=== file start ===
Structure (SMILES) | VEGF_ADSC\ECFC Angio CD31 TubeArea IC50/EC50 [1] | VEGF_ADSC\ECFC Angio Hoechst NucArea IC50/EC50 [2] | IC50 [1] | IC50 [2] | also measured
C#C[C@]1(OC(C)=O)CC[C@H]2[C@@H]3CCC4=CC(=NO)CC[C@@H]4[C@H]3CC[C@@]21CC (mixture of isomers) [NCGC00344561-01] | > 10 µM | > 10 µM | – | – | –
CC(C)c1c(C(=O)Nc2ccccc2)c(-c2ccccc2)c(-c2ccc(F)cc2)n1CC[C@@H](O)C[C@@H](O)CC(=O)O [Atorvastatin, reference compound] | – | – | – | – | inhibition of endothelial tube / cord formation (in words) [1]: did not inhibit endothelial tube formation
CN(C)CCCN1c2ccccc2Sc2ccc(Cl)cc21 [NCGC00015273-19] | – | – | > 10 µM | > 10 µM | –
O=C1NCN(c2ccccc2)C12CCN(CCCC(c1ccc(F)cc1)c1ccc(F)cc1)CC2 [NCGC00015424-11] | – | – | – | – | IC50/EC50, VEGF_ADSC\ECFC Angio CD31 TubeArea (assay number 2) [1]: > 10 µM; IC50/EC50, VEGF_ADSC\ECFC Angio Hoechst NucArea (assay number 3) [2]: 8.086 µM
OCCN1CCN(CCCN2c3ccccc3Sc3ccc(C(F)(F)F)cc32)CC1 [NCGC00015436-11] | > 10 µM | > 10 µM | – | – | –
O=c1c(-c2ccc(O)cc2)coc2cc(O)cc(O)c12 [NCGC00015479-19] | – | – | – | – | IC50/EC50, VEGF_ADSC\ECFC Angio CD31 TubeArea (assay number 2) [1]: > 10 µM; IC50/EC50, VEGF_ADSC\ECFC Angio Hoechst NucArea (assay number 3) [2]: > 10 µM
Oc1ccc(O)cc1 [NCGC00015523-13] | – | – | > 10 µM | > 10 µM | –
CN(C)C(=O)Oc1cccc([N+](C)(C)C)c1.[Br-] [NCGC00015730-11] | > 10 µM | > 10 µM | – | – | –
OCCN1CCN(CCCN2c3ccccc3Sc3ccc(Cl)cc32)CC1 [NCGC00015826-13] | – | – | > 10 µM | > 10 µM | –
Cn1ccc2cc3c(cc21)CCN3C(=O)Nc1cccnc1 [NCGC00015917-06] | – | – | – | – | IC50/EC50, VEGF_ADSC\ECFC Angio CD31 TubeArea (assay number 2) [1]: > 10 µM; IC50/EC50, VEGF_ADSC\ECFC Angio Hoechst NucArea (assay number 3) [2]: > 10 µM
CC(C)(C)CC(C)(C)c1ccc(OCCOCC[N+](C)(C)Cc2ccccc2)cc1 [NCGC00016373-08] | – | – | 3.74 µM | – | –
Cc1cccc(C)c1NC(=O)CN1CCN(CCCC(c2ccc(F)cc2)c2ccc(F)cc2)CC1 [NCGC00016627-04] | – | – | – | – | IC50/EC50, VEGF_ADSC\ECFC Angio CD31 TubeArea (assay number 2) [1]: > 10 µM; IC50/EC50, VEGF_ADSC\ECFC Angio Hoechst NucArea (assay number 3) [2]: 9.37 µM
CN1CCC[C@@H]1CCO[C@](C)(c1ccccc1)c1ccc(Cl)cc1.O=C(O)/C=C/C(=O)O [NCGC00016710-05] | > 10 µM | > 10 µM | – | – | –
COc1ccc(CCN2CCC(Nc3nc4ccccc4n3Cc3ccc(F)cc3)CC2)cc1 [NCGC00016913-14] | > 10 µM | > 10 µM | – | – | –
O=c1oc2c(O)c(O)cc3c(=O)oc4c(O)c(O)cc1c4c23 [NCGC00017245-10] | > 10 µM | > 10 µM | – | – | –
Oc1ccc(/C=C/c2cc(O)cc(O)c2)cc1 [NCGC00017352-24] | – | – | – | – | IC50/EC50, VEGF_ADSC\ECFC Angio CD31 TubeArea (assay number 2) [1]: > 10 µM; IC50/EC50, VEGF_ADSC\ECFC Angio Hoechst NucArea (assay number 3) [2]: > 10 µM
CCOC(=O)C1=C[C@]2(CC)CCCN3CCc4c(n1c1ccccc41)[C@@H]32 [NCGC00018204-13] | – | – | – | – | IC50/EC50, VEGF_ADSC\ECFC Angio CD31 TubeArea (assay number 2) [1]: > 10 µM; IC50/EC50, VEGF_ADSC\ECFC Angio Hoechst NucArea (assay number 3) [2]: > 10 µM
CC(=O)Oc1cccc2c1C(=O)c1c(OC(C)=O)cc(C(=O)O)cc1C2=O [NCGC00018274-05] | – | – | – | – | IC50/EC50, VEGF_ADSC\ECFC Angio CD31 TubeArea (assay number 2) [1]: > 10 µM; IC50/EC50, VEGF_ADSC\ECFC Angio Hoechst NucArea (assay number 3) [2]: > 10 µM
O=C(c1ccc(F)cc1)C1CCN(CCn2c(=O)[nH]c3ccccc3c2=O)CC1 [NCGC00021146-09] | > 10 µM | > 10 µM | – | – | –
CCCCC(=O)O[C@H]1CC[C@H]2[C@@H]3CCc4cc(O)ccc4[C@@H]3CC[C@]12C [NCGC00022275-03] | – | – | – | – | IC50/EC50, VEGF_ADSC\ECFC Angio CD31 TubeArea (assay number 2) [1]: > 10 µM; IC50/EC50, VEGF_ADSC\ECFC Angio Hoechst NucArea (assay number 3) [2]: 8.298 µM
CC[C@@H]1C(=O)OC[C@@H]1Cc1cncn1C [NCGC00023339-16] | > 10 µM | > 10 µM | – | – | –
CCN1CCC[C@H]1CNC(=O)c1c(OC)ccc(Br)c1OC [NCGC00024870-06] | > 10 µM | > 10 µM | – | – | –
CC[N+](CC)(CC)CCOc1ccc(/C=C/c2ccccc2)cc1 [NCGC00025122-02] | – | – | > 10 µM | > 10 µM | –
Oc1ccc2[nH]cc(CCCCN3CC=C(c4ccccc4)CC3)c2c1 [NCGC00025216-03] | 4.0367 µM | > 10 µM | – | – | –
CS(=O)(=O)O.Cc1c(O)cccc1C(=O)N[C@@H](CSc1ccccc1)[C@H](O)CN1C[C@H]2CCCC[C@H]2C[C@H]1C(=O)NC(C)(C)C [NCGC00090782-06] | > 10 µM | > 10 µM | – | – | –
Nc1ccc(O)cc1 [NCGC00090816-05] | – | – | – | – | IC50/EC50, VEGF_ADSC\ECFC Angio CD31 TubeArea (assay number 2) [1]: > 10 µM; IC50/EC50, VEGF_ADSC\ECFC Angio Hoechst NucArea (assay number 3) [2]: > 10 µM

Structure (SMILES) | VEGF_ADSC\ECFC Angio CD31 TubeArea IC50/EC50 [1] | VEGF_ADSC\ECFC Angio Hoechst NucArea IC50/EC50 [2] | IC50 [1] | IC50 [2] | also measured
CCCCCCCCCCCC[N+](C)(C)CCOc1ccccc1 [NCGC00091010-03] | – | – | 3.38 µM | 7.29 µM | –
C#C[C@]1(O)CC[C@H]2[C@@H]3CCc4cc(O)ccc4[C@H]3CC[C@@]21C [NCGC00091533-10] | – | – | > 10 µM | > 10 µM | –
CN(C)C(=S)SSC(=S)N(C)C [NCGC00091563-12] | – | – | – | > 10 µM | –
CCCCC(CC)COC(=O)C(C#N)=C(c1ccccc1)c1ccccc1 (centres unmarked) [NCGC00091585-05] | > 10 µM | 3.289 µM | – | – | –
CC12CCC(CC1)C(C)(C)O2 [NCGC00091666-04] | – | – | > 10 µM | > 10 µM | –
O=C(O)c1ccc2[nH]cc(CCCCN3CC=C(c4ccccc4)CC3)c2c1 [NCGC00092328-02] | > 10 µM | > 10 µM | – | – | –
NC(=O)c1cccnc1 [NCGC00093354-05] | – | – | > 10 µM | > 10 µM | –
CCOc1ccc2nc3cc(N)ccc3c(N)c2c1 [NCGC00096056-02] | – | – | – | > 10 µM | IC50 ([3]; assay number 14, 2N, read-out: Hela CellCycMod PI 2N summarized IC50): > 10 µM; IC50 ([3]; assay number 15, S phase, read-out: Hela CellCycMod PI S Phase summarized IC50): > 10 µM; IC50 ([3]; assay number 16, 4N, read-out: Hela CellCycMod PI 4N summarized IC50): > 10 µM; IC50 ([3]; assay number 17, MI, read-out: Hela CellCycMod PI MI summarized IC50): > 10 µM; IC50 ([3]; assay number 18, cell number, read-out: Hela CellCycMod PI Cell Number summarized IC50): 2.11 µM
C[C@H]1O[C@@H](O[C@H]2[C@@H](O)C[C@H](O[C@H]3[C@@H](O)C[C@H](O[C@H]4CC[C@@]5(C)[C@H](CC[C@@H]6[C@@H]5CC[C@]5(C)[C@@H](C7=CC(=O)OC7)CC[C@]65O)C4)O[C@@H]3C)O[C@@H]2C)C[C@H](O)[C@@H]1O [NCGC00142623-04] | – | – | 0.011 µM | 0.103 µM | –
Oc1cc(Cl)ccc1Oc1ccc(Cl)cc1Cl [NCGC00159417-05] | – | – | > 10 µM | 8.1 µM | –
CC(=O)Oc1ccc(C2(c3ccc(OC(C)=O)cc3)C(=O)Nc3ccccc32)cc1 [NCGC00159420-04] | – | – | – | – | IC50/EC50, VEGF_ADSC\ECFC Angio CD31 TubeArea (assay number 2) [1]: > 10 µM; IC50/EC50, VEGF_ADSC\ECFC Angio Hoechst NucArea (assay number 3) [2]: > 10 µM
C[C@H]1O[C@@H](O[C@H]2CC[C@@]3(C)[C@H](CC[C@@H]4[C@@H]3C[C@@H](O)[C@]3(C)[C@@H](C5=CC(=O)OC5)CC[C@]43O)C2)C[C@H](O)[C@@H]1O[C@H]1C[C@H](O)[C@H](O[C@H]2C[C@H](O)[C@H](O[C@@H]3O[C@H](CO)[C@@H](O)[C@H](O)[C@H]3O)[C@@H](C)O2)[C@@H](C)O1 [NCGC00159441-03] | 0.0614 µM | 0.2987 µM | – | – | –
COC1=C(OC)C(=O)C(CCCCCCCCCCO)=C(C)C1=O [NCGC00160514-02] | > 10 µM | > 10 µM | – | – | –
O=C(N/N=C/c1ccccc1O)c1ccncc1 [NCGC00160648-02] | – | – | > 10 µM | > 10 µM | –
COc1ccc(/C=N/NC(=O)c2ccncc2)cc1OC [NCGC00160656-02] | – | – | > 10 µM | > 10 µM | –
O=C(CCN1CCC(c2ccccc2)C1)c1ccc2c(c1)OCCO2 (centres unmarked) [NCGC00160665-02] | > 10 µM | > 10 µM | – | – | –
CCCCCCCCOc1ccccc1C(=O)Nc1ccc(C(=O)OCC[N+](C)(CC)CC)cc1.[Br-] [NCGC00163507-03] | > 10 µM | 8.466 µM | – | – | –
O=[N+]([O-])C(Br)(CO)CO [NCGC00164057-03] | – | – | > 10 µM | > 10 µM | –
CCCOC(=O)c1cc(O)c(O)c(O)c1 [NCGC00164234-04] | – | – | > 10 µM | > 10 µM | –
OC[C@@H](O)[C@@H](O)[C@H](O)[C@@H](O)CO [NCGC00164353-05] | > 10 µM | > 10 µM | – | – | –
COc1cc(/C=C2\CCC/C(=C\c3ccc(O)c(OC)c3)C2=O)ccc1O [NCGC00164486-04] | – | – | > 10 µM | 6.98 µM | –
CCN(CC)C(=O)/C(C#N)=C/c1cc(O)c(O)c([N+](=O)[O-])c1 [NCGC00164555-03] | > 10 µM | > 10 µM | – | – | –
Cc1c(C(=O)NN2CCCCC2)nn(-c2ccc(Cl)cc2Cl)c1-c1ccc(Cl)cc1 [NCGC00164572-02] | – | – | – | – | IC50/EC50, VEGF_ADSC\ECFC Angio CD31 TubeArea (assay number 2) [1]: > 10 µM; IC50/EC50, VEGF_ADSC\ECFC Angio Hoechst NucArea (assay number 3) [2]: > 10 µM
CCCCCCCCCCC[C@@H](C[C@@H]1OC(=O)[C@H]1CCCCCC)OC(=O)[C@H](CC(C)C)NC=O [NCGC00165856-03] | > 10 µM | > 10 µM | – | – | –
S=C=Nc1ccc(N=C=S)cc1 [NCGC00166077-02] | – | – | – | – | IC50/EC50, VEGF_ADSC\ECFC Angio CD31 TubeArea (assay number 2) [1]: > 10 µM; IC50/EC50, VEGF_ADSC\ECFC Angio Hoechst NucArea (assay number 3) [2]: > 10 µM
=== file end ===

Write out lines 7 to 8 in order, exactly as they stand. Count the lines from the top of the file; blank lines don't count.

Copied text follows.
O=c1c(-c2ccc(O)cc2)coc2cc(O)cc(O)c12 [NCGC00015479-19] | – | – | – | – | IC50/EC50, VEGF_ADSC\ECFC Angio CD31 TubeArea (assay number 2) [1]: > 10 µM; IC50/EC50, VEGF_ADSC\ECFC Angio Hoechst NucArea (assay number 3) [2]: > 10 µM
Oc1ccc(O)cc1 [NCGC00015523-13] | – | – | > 10 µM | > 10 µM | –